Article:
The Politics Of Scientology

Since 1970, “the German government has waged a long-running legal and political battle” against Scientology, believing it to be an extremist, authoritarian cult that’s a threat to democracy.” Jamie Kirchick marshalls evidence that the Germans are right:

In his 1951 book, the Science of Survival, Hubbard devised a system of “tones” to measure human emotions. “The sudden and abrupt deletion of all individuals occupying the lower bands of the tone scale from the social order would result in an almost instant rise in the cultural tone and would interrupt the dwindling spiral into which any society may have entered,” Hubbard wrote. “It is not necessary to produce a world of clears [the Scientology term for enlightened person] in order to have a reasonable and worthwhile social order; it is only necessary to delete those individuals who range from 2.0 down, either by processing them enough to get their tone level above the 2.0 line or simply quarantining them from the society.” Promulgating less-mangled formulations of this idea is banned in Germany and other European countries.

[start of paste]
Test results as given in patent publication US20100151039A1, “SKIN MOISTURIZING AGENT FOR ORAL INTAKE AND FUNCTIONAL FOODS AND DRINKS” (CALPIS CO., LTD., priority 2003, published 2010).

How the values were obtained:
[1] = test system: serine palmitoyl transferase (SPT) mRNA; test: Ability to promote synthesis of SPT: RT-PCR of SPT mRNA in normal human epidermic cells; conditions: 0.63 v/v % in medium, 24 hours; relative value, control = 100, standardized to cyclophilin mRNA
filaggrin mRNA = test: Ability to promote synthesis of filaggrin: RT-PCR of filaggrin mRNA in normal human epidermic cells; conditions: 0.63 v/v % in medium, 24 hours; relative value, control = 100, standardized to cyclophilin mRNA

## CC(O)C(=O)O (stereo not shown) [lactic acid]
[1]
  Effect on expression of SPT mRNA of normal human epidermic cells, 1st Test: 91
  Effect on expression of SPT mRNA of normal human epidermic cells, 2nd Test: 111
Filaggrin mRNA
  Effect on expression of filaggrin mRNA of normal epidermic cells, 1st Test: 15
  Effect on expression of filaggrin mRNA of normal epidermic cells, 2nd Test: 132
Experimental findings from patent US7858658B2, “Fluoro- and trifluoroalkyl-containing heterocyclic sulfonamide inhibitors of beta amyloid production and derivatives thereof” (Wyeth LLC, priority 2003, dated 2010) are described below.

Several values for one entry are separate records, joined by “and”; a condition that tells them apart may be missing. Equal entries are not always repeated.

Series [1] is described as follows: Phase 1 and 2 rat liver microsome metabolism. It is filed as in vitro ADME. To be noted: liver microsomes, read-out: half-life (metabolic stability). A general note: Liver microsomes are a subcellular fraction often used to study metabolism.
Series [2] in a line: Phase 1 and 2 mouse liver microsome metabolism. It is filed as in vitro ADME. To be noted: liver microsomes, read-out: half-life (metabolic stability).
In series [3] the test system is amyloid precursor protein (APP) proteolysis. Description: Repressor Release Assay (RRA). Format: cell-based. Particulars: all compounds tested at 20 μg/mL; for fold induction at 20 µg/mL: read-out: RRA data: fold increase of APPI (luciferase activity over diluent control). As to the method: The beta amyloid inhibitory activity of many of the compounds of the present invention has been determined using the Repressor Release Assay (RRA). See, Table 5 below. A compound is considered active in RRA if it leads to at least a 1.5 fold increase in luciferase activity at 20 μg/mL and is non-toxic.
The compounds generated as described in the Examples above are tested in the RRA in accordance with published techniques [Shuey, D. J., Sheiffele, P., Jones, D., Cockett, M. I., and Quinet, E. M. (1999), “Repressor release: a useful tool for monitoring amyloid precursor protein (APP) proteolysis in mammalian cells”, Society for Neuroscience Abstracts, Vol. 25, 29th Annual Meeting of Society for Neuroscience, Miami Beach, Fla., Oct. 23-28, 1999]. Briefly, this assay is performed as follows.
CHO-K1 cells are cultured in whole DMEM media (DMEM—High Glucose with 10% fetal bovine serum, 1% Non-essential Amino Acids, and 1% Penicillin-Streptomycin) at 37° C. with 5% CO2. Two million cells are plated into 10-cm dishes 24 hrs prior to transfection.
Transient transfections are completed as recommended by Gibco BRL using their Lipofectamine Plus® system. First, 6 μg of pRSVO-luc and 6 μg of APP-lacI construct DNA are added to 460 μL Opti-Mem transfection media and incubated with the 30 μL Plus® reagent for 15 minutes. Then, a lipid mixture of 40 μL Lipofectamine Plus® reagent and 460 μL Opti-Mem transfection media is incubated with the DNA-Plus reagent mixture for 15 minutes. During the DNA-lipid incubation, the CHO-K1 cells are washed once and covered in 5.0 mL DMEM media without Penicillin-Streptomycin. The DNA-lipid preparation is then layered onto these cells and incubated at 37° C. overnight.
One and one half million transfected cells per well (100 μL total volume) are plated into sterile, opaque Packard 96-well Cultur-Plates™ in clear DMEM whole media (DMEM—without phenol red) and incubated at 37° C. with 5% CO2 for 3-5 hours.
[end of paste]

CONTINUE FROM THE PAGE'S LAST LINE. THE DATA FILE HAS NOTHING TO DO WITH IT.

For more on Scientology, check out David Sessions’ essential glossary of terms. I’m not in favor of banning them myself. They are a pretty obvious cult, with rather crude methods of emotional, financial and even physical manipulation. But in a free country, it seems to me that cults are phenomena we should expose but not ban. Some of them, with a bit of squinty-eyed syndrome and a century or two of maturation, can even become simulacra of religions.